Talking Point with Peter Hicks > St Helena: The beginning of the legend of ‘Betsy’

Author(s) : HICKS Peter
Share it

The excitement stirred up by Napoleon in Torbay in the summer of 1815 was intense. But once Northumberland had set sail, the British public had to wait ages for any “horse’s mouth” news of the Emperor. Given the approximately three months’ time lag to and from St Helena, the next update wouldn’t be until December. The first vessel ‘en route’ to call in at the island after Napoleon’s arrival on 15 October was East India Company ship Bombay (under capt. Archibald Hamilton), heading to London from Bombay. It anchored in James Bay on 6 November 1815, setting sail from St Helena six days later, finally reaching the Isle of Wight on 20 December. One of the next vessels from the island to arrive in Britain was the sloop of war, HMS Ariel, which left St Helena on 2 December and arrived in Portsmouth on 9 January 1816. Via these two vessels, several eyewitness accounts of Napoleon at “The Briars” (two by William Warden) were first published in the British newspapers on 21 December 1815, and on 2nd and 16 January 1816.

Bombay had carried the Scottish passengers Major Ludovick Stewart of the 24th regiment of foot and his wife Margaret (née Fraser). Las Cases in the Mémorial tells us that, on 10 November 1815 at “The Briars”, Napoleon met and spoke with the beautiful twenty-year-old Mrs Stewart in the company of Mrs Balcombe. The Major too might have met the Emperor, though this is not certain. The 21 December 1815 issue of The Courrier noted that Napoleon had taken “several officers of the Bombay by the hand and conversed with them for a long time”, as did an anonymous letter (said by The Times of 17 January 1816 to be by a son to his father in Edinburgh) published without title in the London Star on 16 January 1816, whilst the Edinburgh Advertiser of 2 January 1816 had noted the opposite, namely that “the officers of the Bombay experienced great disappointment in not having an opportunity of seeing [Napoleon]” – maybe some did and some didn’t. But we know that Captain Hamilton of Bombay did, on 11 November 1815, the day before setting sail, because he wrote so in a private (unpublished) letter, in which he referred to Napoleon’s hosts’ daughter (in fact, Betsy Balcombe) as a ‘pert young hoyden’ and a ‘romp’.

Regardless, Ludovick must at least have gone up to “The Briars” while on the island because, since he was a relatively good artist, he had published on 16 January 1816 with R. Smith and Sons in London an engraving of “the present residence of Buonaparte […]”, including a very accurate rendition of the pavilion with the tent pitched outside.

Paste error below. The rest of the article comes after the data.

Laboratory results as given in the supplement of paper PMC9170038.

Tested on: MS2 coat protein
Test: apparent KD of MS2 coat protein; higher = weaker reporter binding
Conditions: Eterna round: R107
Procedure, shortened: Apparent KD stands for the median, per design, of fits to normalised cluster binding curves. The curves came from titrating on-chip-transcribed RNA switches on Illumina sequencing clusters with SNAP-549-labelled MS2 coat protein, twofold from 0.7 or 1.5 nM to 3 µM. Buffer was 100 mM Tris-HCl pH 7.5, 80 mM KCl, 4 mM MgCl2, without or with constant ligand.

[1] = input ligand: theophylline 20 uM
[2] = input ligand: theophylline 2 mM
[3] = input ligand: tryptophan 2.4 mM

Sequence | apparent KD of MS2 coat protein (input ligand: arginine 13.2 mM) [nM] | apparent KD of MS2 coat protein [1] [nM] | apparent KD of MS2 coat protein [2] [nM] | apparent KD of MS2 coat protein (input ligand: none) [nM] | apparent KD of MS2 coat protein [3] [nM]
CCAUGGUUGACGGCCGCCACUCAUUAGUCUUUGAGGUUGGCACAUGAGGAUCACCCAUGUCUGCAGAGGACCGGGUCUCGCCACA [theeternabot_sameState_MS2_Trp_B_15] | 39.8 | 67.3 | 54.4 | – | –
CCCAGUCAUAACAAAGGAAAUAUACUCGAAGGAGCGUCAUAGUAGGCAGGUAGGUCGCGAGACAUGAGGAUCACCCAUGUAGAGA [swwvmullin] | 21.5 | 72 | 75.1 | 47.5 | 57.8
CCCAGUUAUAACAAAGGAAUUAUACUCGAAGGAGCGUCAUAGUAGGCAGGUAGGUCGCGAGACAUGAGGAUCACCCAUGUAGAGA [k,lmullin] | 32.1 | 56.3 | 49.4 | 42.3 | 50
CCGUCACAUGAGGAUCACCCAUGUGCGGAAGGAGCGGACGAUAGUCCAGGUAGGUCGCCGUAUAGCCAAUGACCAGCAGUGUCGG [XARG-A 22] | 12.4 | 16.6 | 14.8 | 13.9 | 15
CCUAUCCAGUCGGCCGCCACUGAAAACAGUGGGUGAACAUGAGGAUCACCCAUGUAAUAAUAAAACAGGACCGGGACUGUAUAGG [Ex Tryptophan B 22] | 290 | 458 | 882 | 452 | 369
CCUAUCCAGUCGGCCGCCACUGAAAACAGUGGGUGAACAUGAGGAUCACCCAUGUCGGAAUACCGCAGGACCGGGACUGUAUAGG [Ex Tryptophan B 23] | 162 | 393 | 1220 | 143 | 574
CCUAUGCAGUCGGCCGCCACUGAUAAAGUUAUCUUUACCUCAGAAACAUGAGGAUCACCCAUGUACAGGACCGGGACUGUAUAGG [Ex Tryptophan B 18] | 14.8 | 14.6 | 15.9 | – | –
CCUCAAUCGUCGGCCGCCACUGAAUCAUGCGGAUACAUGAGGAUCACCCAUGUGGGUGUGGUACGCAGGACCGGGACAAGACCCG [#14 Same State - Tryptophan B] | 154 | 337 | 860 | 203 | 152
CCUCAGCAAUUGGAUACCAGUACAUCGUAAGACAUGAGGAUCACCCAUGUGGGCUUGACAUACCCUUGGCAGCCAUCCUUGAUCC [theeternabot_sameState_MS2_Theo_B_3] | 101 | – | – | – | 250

'The present residence of Buonaparte', d'après Major Stewart, 1916 © The British Museum
‘The present residence of Buonaparte’, after Major Stewart, 1816 © The British Museum see this image enlarged


Perhaps most interestingly of all, the letters brought by Bombay and Ariel mark the beginning of the legend of Betsy Balcombe. The Edinburgh Advertiser noted “the ci-devant Emperor spends most of his time in various amusements with the daughters of his host, who were considered interesting young women. In the evening […] ‘the party plays at cards for sugar plums’”. As for the anonymous letters dated 20 and 24 November 1815 brought on HMS Ariel (published in the London Star on 18 and 16 January 1816, respectively), there really is not much doubt as to William Warden’s authorship given they report medical matters and are marked as from Northumberland (Warden was surgeon on Northumberland). Remarkably, these accounts were not to be included in Warden’s book (first published in November 1816).

In the 20 November letter, Warden remarked that Balcombe’s daughters (Jane and Lucia Elizabeth ‘Betsy’ Balcombe) were “extremely well educated, and under the age of seventeen” (in fact 13 and 15 respectively); “both speak French, and I am satisfied they afford him [Napoleon] very great consolation”. “Frequently of an evening, he [Napoleon] joins Balcombe’s family, and with the girls […], he joins in a party of whist, when he tries to revoke or cheat, and when discovered (by the arch, youngest lass [Betsy]) he laughs immoderately’. The anonymous, son-to-father letter first published in the London Star on 16 January 1816 (mentioned above) – since this letter came on Bombay it must refer to events that occurred before 12 November -, described the girls as follows: “Mr B. has two smart daughters, who talk the French language fluently, and to whom he [Napoleon] is very much attached – he styles them his little pages. There is a number of little stories of the innocent freedoms they take with him, and how highly he is diverted by it.”

As if this weren’t enough fame, the start of the legend of Betsy Balcombe was cemented by the publication in London of Charles von Boigelet’s The St. Helena Waltz, first announced in the Morning Chronicle on 1 March 1816. The piece is dedicated to “the Miss Balcombes” and has for a frontispiece a reworking of Ludovick Stewart’s view of “The Briars”, but with the tiny figures of Jane and Betsy added in the garden, dancing before the Emperor.

Frontispice de la valse de Sainte-Hélène de Charles von Boigelet © Museum of Music History
Frontispiece of the St Helena waltz by Charles von Boigelet © Museum of Music History


Listen to the waltz played on the piano by Peter Hicks

Follow the score. (with thanks to the Museum of Music History).


Peter Hicks (October 2020)

International Affairs Manager at the Fondation Napoléon

Share it